Far Cry New Dawn's inconsistency also reflects on the story, the missions, and even the final boss battles: fighting Lou and Mickey is hard enough so you won't make it unless you really know what you're doing; the other boss battle, one that you'll have to play the game to discover, is so repetitive it's boring. After completing the game, which took us around 20 hours, we can positively say Far Cry New Dawn was quite the journey, and that it's as fun as we needed it to be. However, it's kinda off-putting that there's no encouragement to explore more or try new things, with a big part of New Dawn's content feeling kind of unnecessary.
Honey's Gameplay Consensus:
If you like this kind of games where you just go around shooting stuff and doing the most random missions, then Far Cry New Dawn is meant for you. You can go fishing, you can go hunting, you can jump into your helicopter and enjoy the view... or you can wreak havoc in the nearest road until you run out of bullets. In terms of quests, some of them are rather boring while some others are just awesome, and there's an obvious correlation between the best missions in the game and the most relatable or interesting characters. Sure, not every game has to be a masterpiece as long as it's fun to play, and so Far Cry New Dawn excels in what it does best: not taking itself too seriously or being too pretentious.
It’s great to see what happened to Hope County after the bombs, and to find some familiar faces 17 years later.
The gameplay is fun and pretty straightforward, with great gunplay.
We have some new mechanics, but the Far Cry essence is palpable.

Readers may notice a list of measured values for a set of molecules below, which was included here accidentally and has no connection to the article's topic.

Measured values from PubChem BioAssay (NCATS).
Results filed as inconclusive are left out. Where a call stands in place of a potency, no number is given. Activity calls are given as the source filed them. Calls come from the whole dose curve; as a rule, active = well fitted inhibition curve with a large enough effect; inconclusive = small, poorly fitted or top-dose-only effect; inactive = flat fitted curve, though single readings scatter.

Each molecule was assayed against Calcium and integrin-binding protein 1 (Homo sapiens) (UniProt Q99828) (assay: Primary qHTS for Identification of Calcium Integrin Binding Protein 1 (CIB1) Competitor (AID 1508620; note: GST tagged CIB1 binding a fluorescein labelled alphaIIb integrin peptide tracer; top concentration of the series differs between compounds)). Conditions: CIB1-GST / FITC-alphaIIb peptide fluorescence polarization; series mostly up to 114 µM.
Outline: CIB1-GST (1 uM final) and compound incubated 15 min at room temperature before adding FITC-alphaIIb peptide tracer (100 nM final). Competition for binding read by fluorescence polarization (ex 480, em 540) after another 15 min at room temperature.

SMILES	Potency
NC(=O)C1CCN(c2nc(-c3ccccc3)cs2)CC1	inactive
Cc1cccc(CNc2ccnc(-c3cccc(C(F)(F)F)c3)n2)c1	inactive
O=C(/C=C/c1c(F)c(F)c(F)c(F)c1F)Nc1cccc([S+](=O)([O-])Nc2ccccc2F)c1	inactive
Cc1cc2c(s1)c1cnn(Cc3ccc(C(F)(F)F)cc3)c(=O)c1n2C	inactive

There’s no need to spend real money unless you really, really want a skin.
Not enough reasons to fully explore the content.
The premise is good, but it plays out poorly.
We can’t blame you if you say this feels more like a glorified DLC than a sequel.
Honey's Final Verdict:
Longtime Far Cry fans will say this could be the best game so far, while regular gamers may feel a bit disappointed. Playing by the same rules the last game did is risky at best, because this will not bring new people to the franchise, but maybe it’s not even attractive enough for those fans who came looking for something fresh. Be it as it may, Far Cry New Dawn is good enough to keep you hooked for a few sessions, and we truly enjoyed playing it. With that said, perhaps the whole Hope County story could work better in a TV series or a novel?
If you played Far Cry New Dawn, you can leave your opinion down below! Remember Honey’s Anime will bring you the best gaming content, so stay tuned for more reviews, and check our Twitch channel to catch us playing!
Author: Rod Locksley
Hey! I'm Rod, and when I'm not watching anime or playing video games I'm probably writing about them, but I'm also a graphic and web designer, and I even published a comic book and worked like 4 years for a well-known MMORPG. Curiously, my favorite series are quite different from each other, so I'm still trying to understand what I really like in an anime...